In the last year or so it seems that a few groups that I follow have chosen as a template for their recent albums the genre-defining and game-changing 1969 Miles Davis album In A Silent Way. In the Davis oeuvre, In A Silent Way represents his first full-step into electric fusion jazz and the precursor to Bitches Brew. The album itself is two compositions– on the LP, one per side– which are made up of edits of a much longer recording session by legendary recording engineer Teo Macero.
In 2008 musicians gathered in Chicago to collaborate on a new work. The group consisted of Rob Mazurek of Isotope 217 and Chicago Underground, Jeff Parker of Tortoise and Isotope 217, Dan Bitney of Tortoise and Isotope 217, Matt Lux of Isotope 217, Brian Keigher, Jonas Munk of Causa Sui and Manual and Jakob Skott of Causa Sui. A joining of bands from Chicago and Odense, Denmark named Chicago Odense Ensemble.
In Spring of 2010, I started hearing about this album from the folks at the boutique French record label AdLuna. AdLuna makes very-small-run releases with gorgeous packaging– all labors of love. The label had releases by Thrill Jockey alumni, including Rob Mazurek’s solo work Abstractions on Robert d’Abrissel, and Jeff Parker (on Doug Scharin’s Activities of Dust project) and now Chicago Odense Ensemble. The ambitions of the label for the release matched the promise of the recording. This album was going to represent AdLuna’s first venture into vinyl– a media befitting the importance of the album, and would give them the ability to stretch their packaging chops with the larger canvas.
An undertaking of a project this size was going to be a stress on the small label, so they reached out to the fans with a pre-order campaign in June. By November, the packaging and other details of the release were ready and they were only going to press 250 180g LPs and 500 CD’s making this a very limited release and very desirable for collectors. Today, out-of-print Thrill Jockey titles can fetch around $40, and those are usually limited to 1000 LPs per pressing. I can only imagine the future value of this release!
In April 2011, the album was finally completed and ready to ship the pre-orders. The folks at AdLuna felt especially generous and decided to give away six sets of the test pressings to some lucky fans who pre-ordered the release. These six sets required some special packaging and shipping materials, so the winners had their releases shipped a bit later. As it turned out, I was one of the lucky six! The package included the LPs as expected and also included the test pressings which were wrapped in very special paper and were personalized with a letter of ownership as well as each of the records having the owner’s name written on them. As I write this, I’m still astonished by the effort and personal touch put forth for this!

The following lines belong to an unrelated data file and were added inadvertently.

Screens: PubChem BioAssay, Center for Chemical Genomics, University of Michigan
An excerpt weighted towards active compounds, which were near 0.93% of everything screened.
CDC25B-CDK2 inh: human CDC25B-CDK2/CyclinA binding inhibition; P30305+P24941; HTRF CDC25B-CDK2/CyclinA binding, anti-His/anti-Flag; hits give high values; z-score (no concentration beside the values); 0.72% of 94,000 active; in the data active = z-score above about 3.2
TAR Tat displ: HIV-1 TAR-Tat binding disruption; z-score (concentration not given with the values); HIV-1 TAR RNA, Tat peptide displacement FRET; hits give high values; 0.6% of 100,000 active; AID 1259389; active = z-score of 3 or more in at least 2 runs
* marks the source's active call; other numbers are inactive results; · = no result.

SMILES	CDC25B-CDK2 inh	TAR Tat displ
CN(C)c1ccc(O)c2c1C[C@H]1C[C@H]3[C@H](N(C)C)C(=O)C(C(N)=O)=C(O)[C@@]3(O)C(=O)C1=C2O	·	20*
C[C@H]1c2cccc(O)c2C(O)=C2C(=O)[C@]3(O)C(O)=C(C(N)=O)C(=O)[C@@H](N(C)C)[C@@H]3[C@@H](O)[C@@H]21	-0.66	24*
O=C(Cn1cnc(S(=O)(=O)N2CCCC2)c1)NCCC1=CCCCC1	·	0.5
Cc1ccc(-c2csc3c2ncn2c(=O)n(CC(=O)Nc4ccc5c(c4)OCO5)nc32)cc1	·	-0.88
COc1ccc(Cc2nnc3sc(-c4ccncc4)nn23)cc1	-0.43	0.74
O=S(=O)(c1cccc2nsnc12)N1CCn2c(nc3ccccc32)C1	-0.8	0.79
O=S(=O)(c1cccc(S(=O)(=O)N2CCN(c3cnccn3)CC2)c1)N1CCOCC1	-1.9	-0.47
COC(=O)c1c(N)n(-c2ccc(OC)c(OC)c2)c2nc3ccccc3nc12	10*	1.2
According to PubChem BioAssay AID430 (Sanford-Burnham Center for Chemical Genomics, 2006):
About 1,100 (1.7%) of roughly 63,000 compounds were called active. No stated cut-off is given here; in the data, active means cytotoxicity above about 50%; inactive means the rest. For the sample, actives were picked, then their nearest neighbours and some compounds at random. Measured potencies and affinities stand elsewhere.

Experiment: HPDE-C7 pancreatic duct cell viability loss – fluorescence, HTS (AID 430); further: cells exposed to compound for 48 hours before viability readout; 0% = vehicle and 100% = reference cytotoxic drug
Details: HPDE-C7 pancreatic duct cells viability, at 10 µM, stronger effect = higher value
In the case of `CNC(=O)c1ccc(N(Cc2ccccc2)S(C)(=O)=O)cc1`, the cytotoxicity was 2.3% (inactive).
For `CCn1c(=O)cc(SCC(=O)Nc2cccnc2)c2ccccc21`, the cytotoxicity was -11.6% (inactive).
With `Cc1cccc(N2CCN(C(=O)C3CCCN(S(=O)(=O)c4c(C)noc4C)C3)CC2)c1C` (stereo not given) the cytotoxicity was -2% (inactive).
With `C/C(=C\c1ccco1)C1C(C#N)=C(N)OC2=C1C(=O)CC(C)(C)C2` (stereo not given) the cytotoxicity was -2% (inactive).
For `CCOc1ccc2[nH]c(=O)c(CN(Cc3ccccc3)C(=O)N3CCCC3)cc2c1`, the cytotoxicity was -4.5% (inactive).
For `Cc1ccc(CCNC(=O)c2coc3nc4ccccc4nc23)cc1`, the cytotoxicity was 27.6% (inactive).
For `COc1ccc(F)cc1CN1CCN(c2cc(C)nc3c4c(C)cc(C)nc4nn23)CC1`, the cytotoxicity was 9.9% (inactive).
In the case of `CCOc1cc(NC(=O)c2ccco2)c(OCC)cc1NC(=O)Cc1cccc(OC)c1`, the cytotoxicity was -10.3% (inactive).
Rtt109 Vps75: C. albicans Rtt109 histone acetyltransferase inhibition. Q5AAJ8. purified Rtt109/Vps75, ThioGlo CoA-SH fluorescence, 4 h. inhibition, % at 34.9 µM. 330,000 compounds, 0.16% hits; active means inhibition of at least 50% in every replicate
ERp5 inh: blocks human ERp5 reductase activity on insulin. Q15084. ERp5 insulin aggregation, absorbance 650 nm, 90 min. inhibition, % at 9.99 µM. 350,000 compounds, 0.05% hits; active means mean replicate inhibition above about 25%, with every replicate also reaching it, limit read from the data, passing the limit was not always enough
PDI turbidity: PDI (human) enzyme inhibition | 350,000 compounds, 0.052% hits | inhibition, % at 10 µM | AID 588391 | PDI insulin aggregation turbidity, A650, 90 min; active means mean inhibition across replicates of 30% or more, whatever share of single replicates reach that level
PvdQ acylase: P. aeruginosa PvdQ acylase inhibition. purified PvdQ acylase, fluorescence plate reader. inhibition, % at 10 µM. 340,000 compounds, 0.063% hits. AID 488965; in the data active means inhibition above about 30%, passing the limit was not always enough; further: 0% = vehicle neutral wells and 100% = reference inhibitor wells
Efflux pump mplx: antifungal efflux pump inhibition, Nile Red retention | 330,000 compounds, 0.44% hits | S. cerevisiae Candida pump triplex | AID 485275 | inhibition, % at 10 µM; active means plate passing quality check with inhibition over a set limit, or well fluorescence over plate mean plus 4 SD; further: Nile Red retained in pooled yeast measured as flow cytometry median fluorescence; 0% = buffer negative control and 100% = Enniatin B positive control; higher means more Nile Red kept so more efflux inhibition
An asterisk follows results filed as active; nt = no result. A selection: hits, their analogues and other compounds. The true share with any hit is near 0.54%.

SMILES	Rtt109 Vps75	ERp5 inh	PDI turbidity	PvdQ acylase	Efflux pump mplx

The test-pressings were wrapped in a special Himalayan paper called lokta paper made from the bark of the lokta bush or Daphne bush. The included letter says this:
The lokta paper has been made in the Himalayan region for over 1200 years. Handcrafted, the paper is made from the inner bark of the bush which grows at a high altitude of 6500 to 9500 feet. It is very strong and is an incredible eco-friendly choice. The Nepalese claim that the lokta paper lasts for 1,000 years if protected from sunlight.
The Chicago Odense Ensemble album is the result of a coming-together of two camps of musicians from seemingly different genres. The album is more about the exploration of groove and improvisation than it is about strict composition. In fact, this album is partially inspired by the aforementioned work done by Miles Davis, if not the resulting proto jazz fusion that followed. In a similar way to the Davis albums Chicago Odense Ensemble was created by marathon recording sessions followed by Monk taking the recordings back to his studio and editing and massaging the recordings into the resulting tracks.
Taken in whole, Chicago Odense Ensemble is an impressively cohesive work, no doubt supported by the very fruitful original sessions recorded in 2008. Considering the improvisational nature of the original tracks, the editing brings these tracks into individual compositions with unique moods and movement.
Here are my listening notes for each of the songs:
1. Parallel Motions (9:50) – dual improv of cornet and guitar over repeating and building bass, guitar and percussion.
2. Emanuelle (9:23) – almost a dub track with the rolling echo. In the last two minutes of the song it switches to a more organized finish with brushes on the eights and chiming clean guitar chords underneath a trumpet melody.
3. Spirals (1:36) – Melancholy little interlude. Arpeggio clean guitar and coronet with a bell mute.
4. Glide Path (4:30) Bongos and atmospheric guitars. Lots of Isotope 217 and Tortoise influence on this track. Pretty, if a bit incidental
5. Soup (6:19) First song previewed from album. Starts with a marching snare and circular guitars builds in a circular fashion adding in frenetic cornet runs and guitar to the end.
6. Spine Dots (3:20) Ominous and unstructured, atmospheric and swelling fragments of instruments a lead-in to “Delivery.”
7. Delivery (11:59) African rhythms – shakers and guitar and bass playing same notes. halfway though the rhythm becomes more loose/more jammy. Becomes more frenzied in last two minutes and cacophonous
8. Pretty Nice (6:35) Appropriately described by the song title which is in-turn inspired by the studio chatter included at the end. Nice bright track. mellow percussion. nice way to wrap up the album.
At the time of this writing there are less than 100 of the LPs remaining. Visit the Chicago Odense Ensemble website for ordering information. You can order the CD here as well. For any order, they have immediate digital download, too.
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